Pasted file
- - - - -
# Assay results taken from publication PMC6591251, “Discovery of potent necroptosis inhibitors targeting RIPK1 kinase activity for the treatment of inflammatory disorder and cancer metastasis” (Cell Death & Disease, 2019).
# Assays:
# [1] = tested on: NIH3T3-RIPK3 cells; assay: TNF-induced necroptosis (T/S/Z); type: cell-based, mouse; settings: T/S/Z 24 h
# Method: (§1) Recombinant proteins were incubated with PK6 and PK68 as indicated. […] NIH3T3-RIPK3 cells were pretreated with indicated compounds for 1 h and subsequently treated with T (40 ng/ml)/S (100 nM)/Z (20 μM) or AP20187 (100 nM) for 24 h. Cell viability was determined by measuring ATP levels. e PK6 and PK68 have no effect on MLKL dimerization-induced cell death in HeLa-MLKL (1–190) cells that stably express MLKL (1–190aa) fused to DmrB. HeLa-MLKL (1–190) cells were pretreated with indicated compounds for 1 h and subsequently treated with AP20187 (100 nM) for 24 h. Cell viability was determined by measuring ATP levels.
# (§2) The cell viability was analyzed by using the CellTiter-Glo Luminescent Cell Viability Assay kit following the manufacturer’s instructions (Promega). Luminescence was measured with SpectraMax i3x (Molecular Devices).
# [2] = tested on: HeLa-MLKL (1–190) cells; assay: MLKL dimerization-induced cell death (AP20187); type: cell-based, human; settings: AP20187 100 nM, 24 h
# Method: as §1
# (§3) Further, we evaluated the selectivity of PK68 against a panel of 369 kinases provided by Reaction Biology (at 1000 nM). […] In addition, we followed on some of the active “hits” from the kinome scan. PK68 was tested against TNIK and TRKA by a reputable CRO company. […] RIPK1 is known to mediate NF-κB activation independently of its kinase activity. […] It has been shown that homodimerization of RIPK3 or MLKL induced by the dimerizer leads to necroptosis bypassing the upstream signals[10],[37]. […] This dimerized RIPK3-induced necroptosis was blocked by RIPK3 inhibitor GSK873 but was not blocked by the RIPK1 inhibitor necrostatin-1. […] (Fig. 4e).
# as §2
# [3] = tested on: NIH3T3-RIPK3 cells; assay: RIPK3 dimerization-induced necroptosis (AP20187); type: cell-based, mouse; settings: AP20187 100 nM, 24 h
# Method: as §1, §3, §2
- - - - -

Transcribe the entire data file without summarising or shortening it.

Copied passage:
# Assay results taken from publication PMC6591251, “Discovery of potent necroptosis inhibitors targeting RIPK1 kinase activity for the treatment of inflammatory disorder and cancer metastasis” (Cell Death & Disease, 2019).
# Assays:
# [1] = tested on: NIH3T3-RIPK3 cells; assay: TNF-induced necroptosis (T/S/Z); type: cell-based, mouse; settings: T/S/Z 24 h
# Method: (§1) Recombinant proteins were incubated with PK6 and PK68 as indicated. […] NIH3T3-RIPK3 cells were pretreated with indicated compounds for 1 h and subsequently treated with T (40 ng/ml)/S (100 nM)/Z (20 μM) or AP20187 (100 nM) for 24 h. Cell viability was determined by measuring ATP levels. e PK6 and PK68 have no effect on MLKL dimerization-induced cell death in HeLa-MLKL (1–190) cells that stably express MLKL (1–190aa) fused to DmrB. HeLa-MLKL (1–190) cells were pretreated with indicated compounds for 1 h and subsequently treated with AP20187 (100 nM) for 24 h. Cell viability was determined by measuring ATP levels.
# (§2) The cell viability was analyzed by using the CellTiter-Glo Luminescent Cell Viability Assay kit following the manufacturer’s instructions (Promega). Luminescence was measured with SpectraMax i3x (Molecular Devices).
# [2] = tested on: HeLa-MLKL (1–190) cells; assay: MLKL dimerization-induced cell death (AP20187); type: cell-based, human; settings: AP20187 100 nM, 24 h
# Method: as §1
# (§3) Further, we evaluated the selectivity of PK68 against a panel of 369 kinases provided by Reaction Biology (at 1000 nM). […] In addition, we followed on some of the active “hits” from the kinome scan. PK68 was tested against TNIK and TRKA by a reputable CRO company. […] RIPK1 is known to mediate NF-κB activation independently of its kinase activity. […] It has been shown that homodimerization of RIPK3 or MLKL induced by the dimerizer leads to necroptosis bypassing the upstream signals[10],[37]. […] This dimerized RIPK3-induced necroptosis was blocked by RIPK3 inhibitor GSK873 but was not blocked by the RIPK1 inhibitor necrostatin-1. […] (Fig. 4e).
# as §2
# [3] = tested on: NIH3T3-RIPK3 cells; assay: RIPK3 dimerization-induced necroptosis (AP20187); type: cell-based, mouse; settings: AP20187 100 nM, 24 h
# Method: as §1, §3, §2